Store manager Ian Williams knows the importance of watching the weather.
"If there's a storm when the power goes out, we are the people, or you have a leak in your roof, we are the store to come to get your supplies so you are ready and covered."
Forecasts predict the incoming storm will hit flood-prone areas. Williams said he's prepared for his backyard to be submerged and his store is stocked with tarps, pumps, and sandbags to help other families.
"When we do get hit with rain, there tends to be a lot of flooding here and people are under prepared."
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Up in the Sierra, China peak is hoping the rain becomes snow. The ski resort closed its doors for the past three days and hope to reopen this weekend.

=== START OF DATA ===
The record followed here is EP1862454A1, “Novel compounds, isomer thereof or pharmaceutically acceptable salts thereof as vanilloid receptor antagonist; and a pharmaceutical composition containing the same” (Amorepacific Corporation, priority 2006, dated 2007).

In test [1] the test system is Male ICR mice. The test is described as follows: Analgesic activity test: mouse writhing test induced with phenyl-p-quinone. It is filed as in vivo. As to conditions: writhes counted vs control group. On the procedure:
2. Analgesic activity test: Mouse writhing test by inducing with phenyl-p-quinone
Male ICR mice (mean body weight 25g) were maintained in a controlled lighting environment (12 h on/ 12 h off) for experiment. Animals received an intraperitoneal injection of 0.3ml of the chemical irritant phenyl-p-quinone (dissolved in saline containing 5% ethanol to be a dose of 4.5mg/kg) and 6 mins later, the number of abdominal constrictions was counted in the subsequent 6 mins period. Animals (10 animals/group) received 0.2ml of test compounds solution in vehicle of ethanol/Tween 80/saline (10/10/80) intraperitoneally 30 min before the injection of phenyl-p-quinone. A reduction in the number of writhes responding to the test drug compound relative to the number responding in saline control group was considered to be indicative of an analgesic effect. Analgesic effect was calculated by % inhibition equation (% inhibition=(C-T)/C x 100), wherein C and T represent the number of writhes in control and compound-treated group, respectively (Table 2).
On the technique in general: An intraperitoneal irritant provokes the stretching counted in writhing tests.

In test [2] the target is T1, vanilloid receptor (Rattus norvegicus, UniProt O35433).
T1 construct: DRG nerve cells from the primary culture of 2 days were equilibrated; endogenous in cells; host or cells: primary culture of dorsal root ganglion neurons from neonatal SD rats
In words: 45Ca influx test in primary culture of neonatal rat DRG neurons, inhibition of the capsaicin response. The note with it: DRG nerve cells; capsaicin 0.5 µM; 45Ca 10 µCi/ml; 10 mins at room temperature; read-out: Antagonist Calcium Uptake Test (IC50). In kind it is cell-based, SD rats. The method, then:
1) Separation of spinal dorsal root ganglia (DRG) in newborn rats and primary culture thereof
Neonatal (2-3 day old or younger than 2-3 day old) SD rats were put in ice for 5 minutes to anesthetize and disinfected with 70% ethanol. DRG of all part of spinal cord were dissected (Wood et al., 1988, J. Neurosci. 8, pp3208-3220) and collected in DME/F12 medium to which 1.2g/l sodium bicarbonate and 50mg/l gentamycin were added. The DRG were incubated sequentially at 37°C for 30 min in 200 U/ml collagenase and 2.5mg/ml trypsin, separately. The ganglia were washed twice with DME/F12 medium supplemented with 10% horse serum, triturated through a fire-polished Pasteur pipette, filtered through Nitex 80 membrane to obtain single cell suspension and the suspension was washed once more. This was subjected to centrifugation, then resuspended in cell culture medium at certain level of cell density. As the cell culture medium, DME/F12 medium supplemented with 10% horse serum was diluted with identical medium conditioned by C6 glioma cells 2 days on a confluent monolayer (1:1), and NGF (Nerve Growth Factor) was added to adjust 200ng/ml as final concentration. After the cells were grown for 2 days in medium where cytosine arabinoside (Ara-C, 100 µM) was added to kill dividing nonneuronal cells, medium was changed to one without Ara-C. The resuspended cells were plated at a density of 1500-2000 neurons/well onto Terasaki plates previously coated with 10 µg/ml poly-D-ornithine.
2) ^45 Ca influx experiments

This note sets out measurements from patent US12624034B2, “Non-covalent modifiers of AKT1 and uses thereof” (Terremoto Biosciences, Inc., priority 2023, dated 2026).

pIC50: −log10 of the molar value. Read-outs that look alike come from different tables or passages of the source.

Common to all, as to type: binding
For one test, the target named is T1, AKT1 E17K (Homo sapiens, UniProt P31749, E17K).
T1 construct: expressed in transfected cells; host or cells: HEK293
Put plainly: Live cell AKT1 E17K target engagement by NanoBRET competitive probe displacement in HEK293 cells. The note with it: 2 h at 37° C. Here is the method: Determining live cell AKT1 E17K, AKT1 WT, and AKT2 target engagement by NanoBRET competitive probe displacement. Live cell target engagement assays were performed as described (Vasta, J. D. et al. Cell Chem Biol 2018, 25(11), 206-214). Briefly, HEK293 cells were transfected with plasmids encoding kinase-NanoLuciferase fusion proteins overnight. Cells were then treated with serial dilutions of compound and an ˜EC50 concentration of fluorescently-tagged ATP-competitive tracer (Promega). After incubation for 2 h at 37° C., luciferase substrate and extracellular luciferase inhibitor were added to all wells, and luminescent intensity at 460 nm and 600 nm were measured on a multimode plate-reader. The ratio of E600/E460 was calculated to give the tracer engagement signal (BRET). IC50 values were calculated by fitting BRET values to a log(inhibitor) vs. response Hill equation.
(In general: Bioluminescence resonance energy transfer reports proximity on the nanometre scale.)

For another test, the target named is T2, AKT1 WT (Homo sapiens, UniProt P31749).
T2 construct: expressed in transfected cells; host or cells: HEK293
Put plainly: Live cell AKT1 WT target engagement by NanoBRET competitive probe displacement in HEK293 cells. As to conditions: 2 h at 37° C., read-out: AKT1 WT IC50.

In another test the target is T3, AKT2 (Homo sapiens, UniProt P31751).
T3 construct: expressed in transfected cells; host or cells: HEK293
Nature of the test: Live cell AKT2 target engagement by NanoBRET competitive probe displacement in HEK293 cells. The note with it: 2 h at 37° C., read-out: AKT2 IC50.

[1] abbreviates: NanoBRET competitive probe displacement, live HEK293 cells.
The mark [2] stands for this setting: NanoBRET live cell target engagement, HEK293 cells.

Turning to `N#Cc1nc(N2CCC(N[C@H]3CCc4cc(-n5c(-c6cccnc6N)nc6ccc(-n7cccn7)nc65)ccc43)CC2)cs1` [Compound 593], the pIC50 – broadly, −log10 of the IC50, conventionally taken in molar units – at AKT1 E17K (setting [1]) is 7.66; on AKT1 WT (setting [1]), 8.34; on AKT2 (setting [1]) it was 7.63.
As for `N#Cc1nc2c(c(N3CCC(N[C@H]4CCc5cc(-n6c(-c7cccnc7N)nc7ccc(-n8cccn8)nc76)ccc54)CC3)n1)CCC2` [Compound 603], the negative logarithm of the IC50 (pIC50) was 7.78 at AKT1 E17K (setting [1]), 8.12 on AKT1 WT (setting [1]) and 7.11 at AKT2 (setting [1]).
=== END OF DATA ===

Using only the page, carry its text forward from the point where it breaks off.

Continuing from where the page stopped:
"Best case scenario we get two to three feet and we can open up 80-percent of the mountain. Worst case scenario we get more rain than snow and at that point we have to make a decision where it may not be safe enough."
But the moisture is worrying the fire department. Firefighters said rain leads to a buildup of accidents-- with drivers entangled in fender benders
"As soon as it starts to rain visibility gets reduced. You really need to slow down appropriate for conditions. Traffic on the freeway shouldn't be going as fast as it is when it's dry and clear in the summertime," said Captain Brad Driscoll, Fresno Fire Department.
Fresno city crews say they prepare for these storms year round-- cleaning drains and checking pumps. First responders said families should be just as proactive.
"It's really just slowing down all the time and give yourself a little extra time. Make sure Check your wiper blades are in good operating conditions so you get the most visibility you can in reduced visibility," said Driscoll.
The city said they will have crews on standby-- about 30 maintenance workers will be on call.